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Diabetes, Depression, and Stress
- By Carol E. Watkins, MD
Depression is not generally listed as a complication of diabetes. However, it can be one of the most common and dangerous complications. The rate of depression in diabetics is much higher than in the general population. The correlation between diabetes and depression has gained attention during the past several years. Recent studies have shown that people with diabetes are two to three times more likely to suffer from depression as those without the disease. But they also suggested that effective treatment of depression can improve diabetic control. A depressed person may not have the energy or motivation to maintain good diabetic management.
Often, individuals with depression do not realize that they are depressed. It is easy to attribute the symptoms of depression to the diabetes. This is particularly difficult since depressed diabetics may have poorer glucose control. Medical professionals or mental health clinicians may be the best ones to determine what is due to diabetes and what is due to depression.
Common Symptoms of Depression: (Source: Diagnostic and Statistical Manual of the American Psychiatric Association, 4th Edition.)
- Depressed mood for most of the day
- Decreased pleasure in normal activities
- Difficulty sleeping or significantly increased need to sleep
- Weight loss or weight gain
- Feelings of guilt or worthlessness
- Low energy level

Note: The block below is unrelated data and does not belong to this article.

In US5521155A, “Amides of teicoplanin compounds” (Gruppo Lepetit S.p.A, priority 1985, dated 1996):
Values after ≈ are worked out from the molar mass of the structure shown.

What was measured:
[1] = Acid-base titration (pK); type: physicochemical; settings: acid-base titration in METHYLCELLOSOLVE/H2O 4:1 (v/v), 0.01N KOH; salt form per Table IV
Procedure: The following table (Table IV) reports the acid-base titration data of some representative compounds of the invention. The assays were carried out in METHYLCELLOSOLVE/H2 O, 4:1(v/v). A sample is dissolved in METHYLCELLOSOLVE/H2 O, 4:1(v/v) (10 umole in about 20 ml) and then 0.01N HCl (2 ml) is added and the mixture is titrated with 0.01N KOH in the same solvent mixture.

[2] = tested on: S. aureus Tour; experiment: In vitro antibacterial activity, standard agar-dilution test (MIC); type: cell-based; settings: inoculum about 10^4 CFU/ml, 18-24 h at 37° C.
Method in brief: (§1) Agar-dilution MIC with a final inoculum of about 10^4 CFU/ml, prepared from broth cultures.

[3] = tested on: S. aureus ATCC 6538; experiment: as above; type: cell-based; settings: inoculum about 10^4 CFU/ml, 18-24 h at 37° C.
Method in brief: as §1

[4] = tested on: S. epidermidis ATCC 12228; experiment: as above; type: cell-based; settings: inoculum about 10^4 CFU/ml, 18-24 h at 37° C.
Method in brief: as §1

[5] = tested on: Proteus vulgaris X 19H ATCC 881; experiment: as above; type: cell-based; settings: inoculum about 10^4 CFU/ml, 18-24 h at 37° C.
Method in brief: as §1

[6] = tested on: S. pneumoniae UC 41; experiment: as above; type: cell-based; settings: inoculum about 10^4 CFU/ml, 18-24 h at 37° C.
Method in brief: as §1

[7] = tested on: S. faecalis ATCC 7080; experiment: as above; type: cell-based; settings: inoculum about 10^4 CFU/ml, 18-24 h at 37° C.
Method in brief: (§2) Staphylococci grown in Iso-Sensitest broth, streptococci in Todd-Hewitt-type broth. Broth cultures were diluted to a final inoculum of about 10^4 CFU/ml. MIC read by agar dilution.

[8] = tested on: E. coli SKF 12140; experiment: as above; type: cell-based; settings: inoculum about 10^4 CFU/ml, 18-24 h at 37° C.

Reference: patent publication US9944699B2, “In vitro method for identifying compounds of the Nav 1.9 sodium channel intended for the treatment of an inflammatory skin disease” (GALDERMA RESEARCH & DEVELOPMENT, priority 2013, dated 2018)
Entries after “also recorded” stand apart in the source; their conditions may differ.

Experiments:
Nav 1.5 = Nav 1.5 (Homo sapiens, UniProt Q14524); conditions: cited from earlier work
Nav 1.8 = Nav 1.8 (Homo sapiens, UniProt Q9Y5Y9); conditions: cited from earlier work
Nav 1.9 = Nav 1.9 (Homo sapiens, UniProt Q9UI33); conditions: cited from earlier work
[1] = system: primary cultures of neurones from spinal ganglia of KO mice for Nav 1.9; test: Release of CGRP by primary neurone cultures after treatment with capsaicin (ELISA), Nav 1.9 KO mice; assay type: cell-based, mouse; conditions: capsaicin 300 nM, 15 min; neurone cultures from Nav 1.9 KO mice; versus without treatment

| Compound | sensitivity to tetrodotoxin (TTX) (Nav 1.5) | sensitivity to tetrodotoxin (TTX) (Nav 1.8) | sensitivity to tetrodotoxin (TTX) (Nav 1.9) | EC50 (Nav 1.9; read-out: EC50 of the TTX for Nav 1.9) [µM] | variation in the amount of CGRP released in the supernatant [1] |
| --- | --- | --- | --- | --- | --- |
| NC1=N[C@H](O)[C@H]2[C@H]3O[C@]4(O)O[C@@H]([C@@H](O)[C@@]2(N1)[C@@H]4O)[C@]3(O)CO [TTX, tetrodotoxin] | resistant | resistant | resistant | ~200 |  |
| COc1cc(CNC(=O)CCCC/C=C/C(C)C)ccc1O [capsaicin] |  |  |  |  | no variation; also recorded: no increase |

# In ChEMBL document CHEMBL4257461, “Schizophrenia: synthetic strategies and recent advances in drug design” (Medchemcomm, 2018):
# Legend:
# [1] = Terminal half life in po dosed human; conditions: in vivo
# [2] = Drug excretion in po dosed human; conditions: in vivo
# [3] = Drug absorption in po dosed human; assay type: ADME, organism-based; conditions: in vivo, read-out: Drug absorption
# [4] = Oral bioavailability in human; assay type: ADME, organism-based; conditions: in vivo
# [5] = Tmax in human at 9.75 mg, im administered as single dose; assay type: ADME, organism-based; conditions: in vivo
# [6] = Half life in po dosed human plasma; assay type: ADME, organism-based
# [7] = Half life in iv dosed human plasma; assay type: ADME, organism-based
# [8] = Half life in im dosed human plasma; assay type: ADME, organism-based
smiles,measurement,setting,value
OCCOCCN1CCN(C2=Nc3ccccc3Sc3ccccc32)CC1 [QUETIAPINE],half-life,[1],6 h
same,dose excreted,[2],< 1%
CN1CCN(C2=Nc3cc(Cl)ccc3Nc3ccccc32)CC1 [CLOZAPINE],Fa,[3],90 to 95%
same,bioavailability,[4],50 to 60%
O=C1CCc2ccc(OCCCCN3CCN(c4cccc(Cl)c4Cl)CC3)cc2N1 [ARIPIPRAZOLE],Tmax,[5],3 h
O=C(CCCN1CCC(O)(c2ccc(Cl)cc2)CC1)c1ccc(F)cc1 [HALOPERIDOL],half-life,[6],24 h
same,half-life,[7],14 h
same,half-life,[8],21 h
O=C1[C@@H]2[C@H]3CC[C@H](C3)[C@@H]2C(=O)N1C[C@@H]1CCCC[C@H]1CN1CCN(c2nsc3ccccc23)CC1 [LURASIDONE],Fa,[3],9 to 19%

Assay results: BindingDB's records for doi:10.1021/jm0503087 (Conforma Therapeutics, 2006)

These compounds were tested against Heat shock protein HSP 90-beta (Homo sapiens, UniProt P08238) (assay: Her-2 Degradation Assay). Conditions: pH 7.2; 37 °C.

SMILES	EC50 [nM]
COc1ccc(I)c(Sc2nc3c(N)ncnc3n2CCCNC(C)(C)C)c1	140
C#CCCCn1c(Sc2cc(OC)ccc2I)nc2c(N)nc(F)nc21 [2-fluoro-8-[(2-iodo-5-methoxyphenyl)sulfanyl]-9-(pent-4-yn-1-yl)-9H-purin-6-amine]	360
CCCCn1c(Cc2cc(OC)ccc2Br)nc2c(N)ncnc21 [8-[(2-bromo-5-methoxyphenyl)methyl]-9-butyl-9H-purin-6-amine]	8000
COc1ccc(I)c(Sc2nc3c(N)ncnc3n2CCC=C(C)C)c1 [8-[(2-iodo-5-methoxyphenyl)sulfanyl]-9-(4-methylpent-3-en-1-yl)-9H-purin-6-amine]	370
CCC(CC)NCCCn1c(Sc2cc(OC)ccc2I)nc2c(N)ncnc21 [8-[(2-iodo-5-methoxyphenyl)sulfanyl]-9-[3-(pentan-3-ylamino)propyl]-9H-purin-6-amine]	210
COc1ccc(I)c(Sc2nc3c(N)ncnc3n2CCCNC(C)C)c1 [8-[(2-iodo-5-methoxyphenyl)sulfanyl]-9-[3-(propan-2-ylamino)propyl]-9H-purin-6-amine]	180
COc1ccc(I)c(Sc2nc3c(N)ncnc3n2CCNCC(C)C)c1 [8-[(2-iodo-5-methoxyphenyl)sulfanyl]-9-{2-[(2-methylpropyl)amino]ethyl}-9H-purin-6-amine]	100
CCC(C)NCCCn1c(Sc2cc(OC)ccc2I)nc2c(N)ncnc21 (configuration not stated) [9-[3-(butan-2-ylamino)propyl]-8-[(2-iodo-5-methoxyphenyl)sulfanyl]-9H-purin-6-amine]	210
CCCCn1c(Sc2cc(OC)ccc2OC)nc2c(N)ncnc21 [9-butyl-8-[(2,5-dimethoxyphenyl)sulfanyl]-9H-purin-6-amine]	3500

- Difficulty making decisions of concentrating
- Suicidal thoughts
Treatment of Depression:
The most important starting point is an accurate diagnosis. There have been major advances in the treatment of depression. There are specific medications and specific psychotherapy techniques that have been shown to help depression. Be sure to work with your physician to look for the right treatment for you.
Anxiety and stress can also cause large jumps in blood glucose levels. Panic attacks may resemble hypoglycemic episodes and vice-versa. People respond differently to stressful situations. Given the same subjective level of stress, one diabetic may have a different glucose response from another. Because of this, one should monitor blood glucose more frequently during periods of stress.
On the positive side, a conscientious diabetic may have a unique barometer of stress unavailable to the general population. There are a number of specific anxiety disorders that are treated differently. As with depression, there are specific medications and therapies that have been shown to work. If anxiety is severe, it is important to identify the specific type, so that one can embark on the right treatment.
The following are some general suggestions for dealing with stress and mild to moderate anxiety.
- Examine your lifestyle for sources of stress. Are there "stressers" that can be eliminated?
- Learn relaxation techniques. Yoga, meditation, prayer, and hypnosis may help.
- Make sure that you are getting enough sleep
- Exercise. The body's primitive stress response was designed to prepare the individual to fight or to run away. In our society, we do not usually respond to stress with physical activity. Exercise helps our bodies deal with the physiological results of stress.
- Make a list of the things that are worrying you. When you have a concrete list, the problems often look more manageable.
Many people do not like the idea that they may have emotional difficulties. Some find it easier to attribute everything to physical problems or life circumstances. However, good diabetic management is dependent on the development of self-knowledge.
Adapted by Editorial Staff, February 2006
Last update, July 2008
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